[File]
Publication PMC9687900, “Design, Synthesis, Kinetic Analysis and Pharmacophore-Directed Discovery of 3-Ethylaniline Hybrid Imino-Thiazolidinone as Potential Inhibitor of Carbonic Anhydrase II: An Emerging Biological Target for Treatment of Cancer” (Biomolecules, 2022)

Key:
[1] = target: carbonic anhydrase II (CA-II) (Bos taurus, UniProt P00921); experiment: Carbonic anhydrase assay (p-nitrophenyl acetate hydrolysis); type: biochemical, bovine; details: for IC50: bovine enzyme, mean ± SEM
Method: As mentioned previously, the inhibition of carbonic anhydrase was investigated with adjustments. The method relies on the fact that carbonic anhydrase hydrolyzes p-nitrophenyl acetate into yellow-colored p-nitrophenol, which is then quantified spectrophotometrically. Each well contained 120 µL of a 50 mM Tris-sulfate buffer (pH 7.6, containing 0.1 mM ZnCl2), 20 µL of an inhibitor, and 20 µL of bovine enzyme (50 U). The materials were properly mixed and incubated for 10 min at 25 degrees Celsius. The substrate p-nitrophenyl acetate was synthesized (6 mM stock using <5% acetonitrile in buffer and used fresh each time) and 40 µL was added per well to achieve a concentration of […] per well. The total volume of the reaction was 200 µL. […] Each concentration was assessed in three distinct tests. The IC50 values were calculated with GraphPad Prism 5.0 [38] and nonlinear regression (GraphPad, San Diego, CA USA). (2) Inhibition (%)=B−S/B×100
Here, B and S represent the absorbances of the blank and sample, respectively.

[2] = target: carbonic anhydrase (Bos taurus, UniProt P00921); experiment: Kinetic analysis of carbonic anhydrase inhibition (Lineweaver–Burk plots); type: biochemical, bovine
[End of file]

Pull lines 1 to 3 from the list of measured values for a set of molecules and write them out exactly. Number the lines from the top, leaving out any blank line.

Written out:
Publication PMC9687900, “Design, Synthesis, Kinetic Analysis and Pharmacophore-Directed Discovery of 3-Ethylaniline Hybrid Imino-Thiazolidinone as Potential Inhibitor of Carbonic Anhydrase II: An Emerging Biological Target for Treatment of Cancer” (Biomolecules, 2022)

Key:
[1] = target: carbonic anhydrase II (CA-II) (Bos taurus, UniProt P00921); experiment: Carbonic anhydrase assay (p-nitrophenyl acetate hydrolysis); type: biochemical, bovine; details: for IC50: bovine enzyme, mean ± SEM